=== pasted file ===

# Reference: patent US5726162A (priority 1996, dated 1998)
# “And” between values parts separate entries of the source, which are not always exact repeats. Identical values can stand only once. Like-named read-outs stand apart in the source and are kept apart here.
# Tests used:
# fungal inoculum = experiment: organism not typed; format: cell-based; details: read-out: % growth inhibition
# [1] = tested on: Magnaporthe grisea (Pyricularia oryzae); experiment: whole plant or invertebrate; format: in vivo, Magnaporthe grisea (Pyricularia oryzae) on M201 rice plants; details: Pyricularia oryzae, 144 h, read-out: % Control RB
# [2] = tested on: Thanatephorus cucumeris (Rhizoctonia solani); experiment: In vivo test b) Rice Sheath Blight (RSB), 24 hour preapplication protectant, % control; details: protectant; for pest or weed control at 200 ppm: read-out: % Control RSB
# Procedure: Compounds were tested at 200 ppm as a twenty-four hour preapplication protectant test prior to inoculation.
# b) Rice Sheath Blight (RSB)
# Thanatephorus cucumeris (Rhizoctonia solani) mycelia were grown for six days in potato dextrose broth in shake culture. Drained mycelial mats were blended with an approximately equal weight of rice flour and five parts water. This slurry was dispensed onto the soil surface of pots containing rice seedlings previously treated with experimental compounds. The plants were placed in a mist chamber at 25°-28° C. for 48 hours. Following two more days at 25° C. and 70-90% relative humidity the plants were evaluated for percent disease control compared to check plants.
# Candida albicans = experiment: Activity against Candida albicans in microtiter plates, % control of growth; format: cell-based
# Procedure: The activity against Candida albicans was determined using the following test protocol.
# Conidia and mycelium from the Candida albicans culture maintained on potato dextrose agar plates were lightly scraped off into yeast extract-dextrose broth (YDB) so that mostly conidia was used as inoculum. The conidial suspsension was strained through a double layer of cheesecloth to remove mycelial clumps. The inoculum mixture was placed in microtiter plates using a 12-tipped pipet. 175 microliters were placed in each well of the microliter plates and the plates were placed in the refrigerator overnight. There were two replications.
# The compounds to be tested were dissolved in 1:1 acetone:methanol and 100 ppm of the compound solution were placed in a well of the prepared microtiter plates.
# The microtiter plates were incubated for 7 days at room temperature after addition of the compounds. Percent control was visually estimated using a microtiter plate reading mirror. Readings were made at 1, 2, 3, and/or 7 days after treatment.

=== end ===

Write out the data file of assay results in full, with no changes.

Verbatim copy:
# Reference: patent US5726162A (priority 1996, dated 1998)
# “And” between values parts separate entries of the source, which are not always exact repeats. Identical values can stand only once. Like-named read-outs stand apart in the source and are kept apart here.
# Tests used:
# fungal inoculum = experiment: organism not typed; format: cell-based; details: read-out: % growth inhibition
# [1] = tested on: Magnaporthe grisea (Pyricularia oryzae); experiment: whole plant or invertebrate; format: in vivo, Magnaporthe grisea (Pyricularia oryzae) on M201 rice plants; details: Pyricularia oryzae, 144 h, read-out: % Control RB
# [2] = tested on: Thanatephorus cucumeris (Rhizoctonia solani); experiment: In vivo test b) Rice Sheath Blight (RSB), 24 hour preapplication protectant, % control; details: protectant; for pest or weed control at 200 ppm: read-out: % Control RSB
# Procedure: Compounds were tested at 200 ppm as a twenty-four hour preapplication protectant test prior to inoculation.
# b) Rice Sheath Blight (RSB)
# Thanatephorus cucumeris (Rhizoctonia solani) mycelia were grown for six days in potato dextrose broth in shake culture. Drained mycelial mats were blended with an approximately equal weight of rice flour and five parts water. This slurry was dispensed onto the soil surface of pots containing rice seedlings previously treated with experimental compounds. The plants were placed in a mist chamber at 25°-28° C. for 48 hours. Following two more days at 25° C. and 70-90% relative humidity the plants were evaluated for percent disease control compared to check plants.
# Candida albicans = experiment: Activity against Candida albicans in microtiter plates, % control of growth; format: cell-based
# Procedure: The activity against Candida albicans was determined using the following test protocol.
# Conidia and mycelium from the Candida albicans culture maintained on potato dextrose agar plates were lightly scraped off into yeast extract-dextrose broth (YDB) so that mostly conidia was used as inoculum. The conidial suspsension was strained through a double layer of cheesecloth to remove mycelial clumps. The inoculum mixture was placed in microtiter plates using a 12-tipped pipet. 175 microliters were placed in each well of the microliter plates and the plates were placed in the refrigerator overnight. There were two replications.
# The compounds to be tested were dissolved in 1:1 acetone:methanol and 100 ppm of the compound solution were placed in a well of the prepared microtiter plates.
# The microtiter plates were incubated for 7 days at room temperature after addition of the compounds. Percent control was visually estimated using a microtiter plate reading mirror. Readings were made at 1, 2, 3, and/or 7 days after treatment.